On Thursday, September 17 at about 8 a.m. Mom started to come out of her coma and slowly over the next two days, she regained her mental status. Even though she looked so much better, her prognosis was grim. The doctors had a meeting with my Dad, my sister and me. They told us that there was nothing else they could do and that Mom was in the final stages of liver disease and it was only a matter of time before it claimed her life. I just remember feeling so numb, my jaws ached with pain, tears flowed down my face and I sobbed. They recommended hospice care. At first, I was against it, because she has proved that she comes back from these events. That whole day was nothing but crying and bargaining and begging and getting so angry. I was so angry because I felt like the doctors were giving up on her, that they didn't want to go to the trouble of treating her. That wasn't the case.
On Friday, Saturday and Sunday my family met with all different types of people. Hospice, social workers, doctors. By Sunday, the decision was made. My Mom was going home to hospice care. She wants to die at home. It took me those three days to accept the fact that they weren't going to do anything else for my Mom and that there was nothing I could do to stop it. I am still numb and at times over those three days, I had periods of pure anguish. The worst pain I have ever felt. My eyes were so swollen most of the time, to the point that they hurt. All day Sunday, my mother and I talked, laughed, cried and planned. I could see the pain in my father's eyes and the anguish my sister was feeling also. We all bonded together in the hospital room, around my mother. We made many promises to Mom. (Take care of our dad, take care of our bodies, be happy, be strong) Those talks lasted through out the night as well. I really got to say some things I needed to say. I told her I was sorry for all the times I was mean to her as a teenager, the times I missed her birthday, the bad decisions I made even as an adult and for not spending more time with her. I told her how much I love her and how I was so happy that she is my Mother. I told her that she is a great mother. I thanked her for being my biggest fan and loving me through thick and thin.
By Monday morning, September 21, I had made some peace with all of this. Although I still suffer periods of anguish, longing for my mother, begging God to change of all this and feeling numb and just...different. I don't feel like the same person I was.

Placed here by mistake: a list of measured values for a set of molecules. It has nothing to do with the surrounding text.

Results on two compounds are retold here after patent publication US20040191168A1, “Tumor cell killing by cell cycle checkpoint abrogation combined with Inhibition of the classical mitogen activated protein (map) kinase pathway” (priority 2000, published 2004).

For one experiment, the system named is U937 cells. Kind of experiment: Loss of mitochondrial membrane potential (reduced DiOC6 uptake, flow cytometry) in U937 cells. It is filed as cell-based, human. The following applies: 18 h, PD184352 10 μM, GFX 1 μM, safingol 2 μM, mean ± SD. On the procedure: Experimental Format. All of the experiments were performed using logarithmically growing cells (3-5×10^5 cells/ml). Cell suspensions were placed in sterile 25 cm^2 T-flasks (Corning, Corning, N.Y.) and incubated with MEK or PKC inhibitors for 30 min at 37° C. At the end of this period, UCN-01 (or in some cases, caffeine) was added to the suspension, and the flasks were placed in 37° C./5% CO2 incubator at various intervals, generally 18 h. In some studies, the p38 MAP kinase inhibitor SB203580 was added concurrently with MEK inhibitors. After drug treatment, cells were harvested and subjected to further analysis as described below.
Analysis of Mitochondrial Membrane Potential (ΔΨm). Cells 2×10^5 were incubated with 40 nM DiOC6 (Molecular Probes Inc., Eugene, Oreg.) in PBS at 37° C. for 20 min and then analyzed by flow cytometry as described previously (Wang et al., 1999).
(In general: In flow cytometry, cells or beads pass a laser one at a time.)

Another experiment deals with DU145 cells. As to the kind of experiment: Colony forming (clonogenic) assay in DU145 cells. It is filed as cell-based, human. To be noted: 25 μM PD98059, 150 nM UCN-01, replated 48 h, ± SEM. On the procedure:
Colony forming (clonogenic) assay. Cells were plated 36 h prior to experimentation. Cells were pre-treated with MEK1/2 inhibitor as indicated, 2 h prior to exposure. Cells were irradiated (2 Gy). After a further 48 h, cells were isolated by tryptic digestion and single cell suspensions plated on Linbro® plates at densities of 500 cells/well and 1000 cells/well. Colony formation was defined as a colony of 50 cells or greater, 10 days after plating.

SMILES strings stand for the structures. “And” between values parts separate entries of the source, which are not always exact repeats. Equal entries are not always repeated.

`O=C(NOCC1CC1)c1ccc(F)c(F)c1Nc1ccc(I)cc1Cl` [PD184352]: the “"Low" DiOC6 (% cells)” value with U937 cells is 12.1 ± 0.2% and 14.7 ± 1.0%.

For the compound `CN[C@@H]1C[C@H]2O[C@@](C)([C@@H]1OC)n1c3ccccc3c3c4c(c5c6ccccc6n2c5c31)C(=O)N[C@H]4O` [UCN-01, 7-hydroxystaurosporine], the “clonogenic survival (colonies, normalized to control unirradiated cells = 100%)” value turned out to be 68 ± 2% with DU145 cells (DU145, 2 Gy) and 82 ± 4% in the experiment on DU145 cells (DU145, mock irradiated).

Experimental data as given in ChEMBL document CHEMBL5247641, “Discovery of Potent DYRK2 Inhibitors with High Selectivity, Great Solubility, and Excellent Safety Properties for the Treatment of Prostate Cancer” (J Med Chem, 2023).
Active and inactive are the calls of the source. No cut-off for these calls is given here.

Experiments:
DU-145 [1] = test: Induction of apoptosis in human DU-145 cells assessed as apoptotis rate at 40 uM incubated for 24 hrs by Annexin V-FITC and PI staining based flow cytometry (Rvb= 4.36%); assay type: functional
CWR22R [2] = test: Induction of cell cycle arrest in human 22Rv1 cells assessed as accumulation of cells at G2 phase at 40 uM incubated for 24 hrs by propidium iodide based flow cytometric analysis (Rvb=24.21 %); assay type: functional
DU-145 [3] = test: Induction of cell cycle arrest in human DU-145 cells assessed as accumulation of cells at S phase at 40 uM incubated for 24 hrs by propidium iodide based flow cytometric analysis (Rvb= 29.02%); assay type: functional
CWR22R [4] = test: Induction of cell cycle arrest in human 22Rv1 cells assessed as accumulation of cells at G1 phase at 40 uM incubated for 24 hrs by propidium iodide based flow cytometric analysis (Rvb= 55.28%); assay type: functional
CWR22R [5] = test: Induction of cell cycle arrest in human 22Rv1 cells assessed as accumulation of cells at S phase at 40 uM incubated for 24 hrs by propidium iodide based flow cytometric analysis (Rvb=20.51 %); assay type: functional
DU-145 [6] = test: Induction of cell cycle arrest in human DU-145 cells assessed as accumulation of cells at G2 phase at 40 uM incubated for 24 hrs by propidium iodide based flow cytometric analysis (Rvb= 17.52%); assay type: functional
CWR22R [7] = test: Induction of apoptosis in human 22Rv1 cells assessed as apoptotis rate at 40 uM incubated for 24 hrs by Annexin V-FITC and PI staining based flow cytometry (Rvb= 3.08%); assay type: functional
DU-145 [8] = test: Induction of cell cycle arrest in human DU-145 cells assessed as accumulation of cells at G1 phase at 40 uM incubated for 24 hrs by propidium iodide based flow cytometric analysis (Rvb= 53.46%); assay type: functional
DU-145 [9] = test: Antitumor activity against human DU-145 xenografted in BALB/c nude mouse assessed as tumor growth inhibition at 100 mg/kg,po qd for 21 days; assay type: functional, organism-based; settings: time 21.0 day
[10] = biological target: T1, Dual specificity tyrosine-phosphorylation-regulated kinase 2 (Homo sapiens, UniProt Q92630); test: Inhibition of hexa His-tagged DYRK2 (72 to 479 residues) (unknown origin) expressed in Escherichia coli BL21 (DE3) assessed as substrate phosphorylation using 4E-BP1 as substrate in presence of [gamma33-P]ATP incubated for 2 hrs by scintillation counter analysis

I am sitting now beside her bed in my hospital issued lounge chair, watching her sleep. Examining everything about her face. Remembering all the good times I have had with her. Listening to her breath, wishing I could crawl into bed with her and have her hold me like I was a baby again.
Tomorrow, she goes home. Hospice has set up all the necessary hospital equipment at my parent's house. My sister and I have worked out a 24/7 coverage schedule. I am afraid that I will not be able to take as good care of her as the nurses did and I will be expediting her death. They assure me that I will do fine and my Mom worries that my sister and I have bitten off more than we can chew. Honestly, I am a little worried about that too, although I would never let her know that. I want my Mom's last days to be free of worry and full of love and tender care. A part of me still is fighting this, thinking that when I get her home, I can cure her, make her all better and she will live longer.
I am losing such a huge part of my life. I fear that I will not be able to cope even though we have been blessed with all of this preparation time. She won't see my son graduate, she will miss Christmas this year (I don't even want to talk about Christmas) and she is the ONLY person who never forgot my birthday. I realize as I am writing this, that I won't be getting anymore birthday cards. I know that sounds selfish, but I can't help it right now, I am hurting so bad.
I have cried so hard writing this story that I can't see really good right now. So I am going to end my story now with this... y Mom is going to her real home soon to join my Nana and Gradad, my Uncle Dave, my Great-Granny Turner, my cousin Rocky and so many others. I won't be there for awhile, but I know I will see her again at the "east gate of Jerusalem". That is where we said we would meet.